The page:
This blogpost is written by Rich Kennett. He is a member of HA Secondary Committee, assistant headteacher in Bristol and co-author of the new MShed published book: “Bristol and Transatlantic Slavery”.
Like many of you I have been thinking a lot about how we teach the British Empire this year. The Black Lives Matter protests and reflections that followed it showed we have a lot of work to do in the way we approach our colonial history. I’ve been reading, talking and reflecting on this a lot and one simple conclusion is that we need to ask different questions.
More shorter questions than one big one
In lots of schools I visit, and frankly in my own, Empire is taught as a single unit often in Year 8. For something that lasted nearly 400 years and covered vast swathes of the globe a single question and single unit isn’t really enough. Instead I think we need multiple questions that cover different aspects. Splitting up the chronology could help. Maybe one unit on early Empire up to 1800, one on the height of Empire until 1920 and one on decolonisation. None of these need to be long but three short questions would give our students a richer and better understanding. These could and possibly should then be scattered through KS3 allowing us to revisit and build upon prior knowledge.
Less cause, more consequence
History teachers are obsessed with causality questions – Why did William win at 1066? Why did the First World War start? What was the cause of the English Civil War? – I could go on. A question that I see a lot of colleagues ask is why did Britain have such a large empire. There is nothing wrong with this question per se, but looking at the causes of the Empire forces us to look at this through the perspective of the colonisers. There is no doubt there is interesting history here – the mechanics of the East India Company, the ship technology, the involvement of the government. But the problem with this is that it entirely leaves out the experience of the colonised. Doing a causation question means you won’t look at what happened in these countries and in particular what happened to their indigenous people – this are obviously problems in neglecting this. Therefore we need more consequence questions. Looking at why the Empire grew is great but it is far more interesting and far more important to look at what happened next. What was Empire like in India? What changed as a result of Empire in New Zealand?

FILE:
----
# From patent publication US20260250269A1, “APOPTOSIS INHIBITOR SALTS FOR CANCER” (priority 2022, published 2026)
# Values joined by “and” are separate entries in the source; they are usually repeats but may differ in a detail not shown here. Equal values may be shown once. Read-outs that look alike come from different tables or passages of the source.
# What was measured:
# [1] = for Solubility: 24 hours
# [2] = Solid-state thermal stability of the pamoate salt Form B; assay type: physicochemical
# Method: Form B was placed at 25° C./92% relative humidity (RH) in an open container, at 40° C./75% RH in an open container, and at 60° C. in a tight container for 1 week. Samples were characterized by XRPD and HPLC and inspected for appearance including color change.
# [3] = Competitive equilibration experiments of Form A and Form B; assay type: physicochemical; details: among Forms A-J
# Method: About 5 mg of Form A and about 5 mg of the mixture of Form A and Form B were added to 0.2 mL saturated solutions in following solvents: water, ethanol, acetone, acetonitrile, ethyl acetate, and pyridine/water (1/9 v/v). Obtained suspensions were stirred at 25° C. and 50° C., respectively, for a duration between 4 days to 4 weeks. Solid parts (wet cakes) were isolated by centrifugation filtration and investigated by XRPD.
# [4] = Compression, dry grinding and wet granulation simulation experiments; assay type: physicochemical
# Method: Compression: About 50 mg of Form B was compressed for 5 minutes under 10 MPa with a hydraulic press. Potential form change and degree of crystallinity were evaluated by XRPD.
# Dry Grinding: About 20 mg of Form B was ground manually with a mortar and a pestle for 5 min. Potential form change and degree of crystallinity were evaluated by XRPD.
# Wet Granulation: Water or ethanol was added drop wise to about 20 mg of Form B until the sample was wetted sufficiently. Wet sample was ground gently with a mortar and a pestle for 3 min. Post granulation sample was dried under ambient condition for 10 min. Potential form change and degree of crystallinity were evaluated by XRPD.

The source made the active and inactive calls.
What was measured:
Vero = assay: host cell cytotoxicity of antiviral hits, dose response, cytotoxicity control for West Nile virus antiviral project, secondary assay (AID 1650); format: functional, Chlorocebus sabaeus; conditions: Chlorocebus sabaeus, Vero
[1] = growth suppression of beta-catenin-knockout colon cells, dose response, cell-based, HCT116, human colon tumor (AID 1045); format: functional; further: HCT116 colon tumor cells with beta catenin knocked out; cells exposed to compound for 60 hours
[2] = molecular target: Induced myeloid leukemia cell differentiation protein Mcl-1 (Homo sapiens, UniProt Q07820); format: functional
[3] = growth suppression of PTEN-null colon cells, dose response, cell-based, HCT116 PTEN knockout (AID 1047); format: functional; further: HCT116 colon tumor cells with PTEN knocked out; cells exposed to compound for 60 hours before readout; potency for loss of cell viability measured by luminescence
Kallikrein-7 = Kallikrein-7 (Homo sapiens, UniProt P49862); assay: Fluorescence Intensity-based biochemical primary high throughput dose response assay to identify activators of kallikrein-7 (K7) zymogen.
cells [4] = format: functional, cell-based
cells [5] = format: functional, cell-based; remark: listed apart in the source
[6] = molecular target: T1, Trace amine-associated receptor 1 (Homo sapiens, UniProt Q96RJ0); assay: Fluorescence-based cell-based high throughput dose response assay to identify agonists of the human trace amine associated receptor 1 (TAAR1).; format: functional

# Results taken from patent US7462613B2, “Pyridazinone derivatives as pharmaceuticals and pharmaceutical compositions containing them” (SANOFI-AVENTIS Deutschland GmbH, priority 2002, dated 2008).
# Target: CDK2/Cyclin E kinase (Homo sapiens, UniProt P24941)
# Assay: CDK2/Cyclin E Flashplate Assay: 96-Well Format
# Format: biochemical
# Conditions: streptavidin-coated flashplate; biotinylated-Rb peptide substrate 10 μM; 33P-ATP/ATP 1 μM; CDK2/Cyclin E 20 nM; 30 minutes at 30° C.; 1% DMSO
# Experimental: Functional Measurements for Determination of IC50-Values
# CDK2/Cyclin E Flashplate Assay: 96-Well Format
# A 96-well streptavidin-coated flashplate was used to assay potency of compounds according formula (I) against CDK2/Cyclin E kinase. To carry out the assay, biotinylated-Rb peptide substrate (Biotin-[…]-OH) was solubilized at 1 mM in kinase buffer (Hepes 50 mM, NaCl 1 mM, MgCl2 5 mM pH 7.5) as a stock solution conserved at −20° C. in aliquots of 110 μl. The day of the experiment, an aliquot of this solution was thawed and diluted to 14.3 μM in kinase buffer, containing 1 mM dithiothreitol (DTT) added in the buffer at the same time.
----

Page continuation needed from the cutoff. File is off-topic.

Focus on less rather than lumping it into one
The problems of homogenising Empire into one lump have been highlighted by many history teachers and many academics. Empire was different in different countries at different times. Therefore we need to reflect this in the questions we ask. Asking our students what was Empire like is vast and possibly unachievable. Asking them what was Empire like in Bengal in the 18th century is much more achievable. We need to focus our historical lens on specific places at specific times and accept that we won’t cover everything. If you have time I think comparison of two places would be even better, for example ‘How similar was the experience of Empire in India and Australia in the 19th century?’
No balance sheet and more experience
Sathnam Sanghera in Empireland (which I know most of us have now read) brilliantly and eloquently explains the problems of treating Empire like a balance sheet of good and bad. Yet this is the approach that so many of us take, for example, Was the Empire good in India? I think part of that is that we are obsessed with the balance of GCSE questions. But we can do better. Lots of new scholarship on Empire, like the ace Waves Across the South focus on how people experienced Empire and this to me is something we could and should reflect in our classrooms. A simple question like ‘How similar was the experience of Empire in South Africa and Nigeria?‘ is actually really complex and rigorous. Its also a lot better than a balance sheet.
Less focus on mechanics and more on important issues
Lastly with our questions, in the past we have focused far too heavily on the mechanics of Empire, for example the building of railways (why are we so obsessed with railways?). Yet we ignore key issues of race, gender and violence. That is not right. We have to address this head on. That’s not easy but asking better questions would help. Talking to Tom Allen recently he suggested a great question that would allow us to do this. How did Empire change the way we saw ourselves and others? We need questions like this that allow us to explore these key issues.
Want to know more?
Things to read:
- Empireland, Sathnam Sanghera – it’s short and bold and super easy to read.
- The Anarchy, William Dalrymple – it’s long but it is dramatic. Feels like a HBO series.
- Waves across the south, Sujit Sivasundaram – long but original and fascinating approach focusing on the colonised
- Time to throw out the balance sheet, Alan Lester – short and powerful blog
People to follow:
- @sathnam – author of Empireland
- @colonialcountr1 – tweets about the project led by Corinne Fowler
- @KimAtiWagner – Queen Mary’s professor of Imperial History
Things to watch:
- Teaching the Empire: Moving beyond the balance sheet, Professor Jon Wilson – a 30 minute masterclass organised by the BeBold folk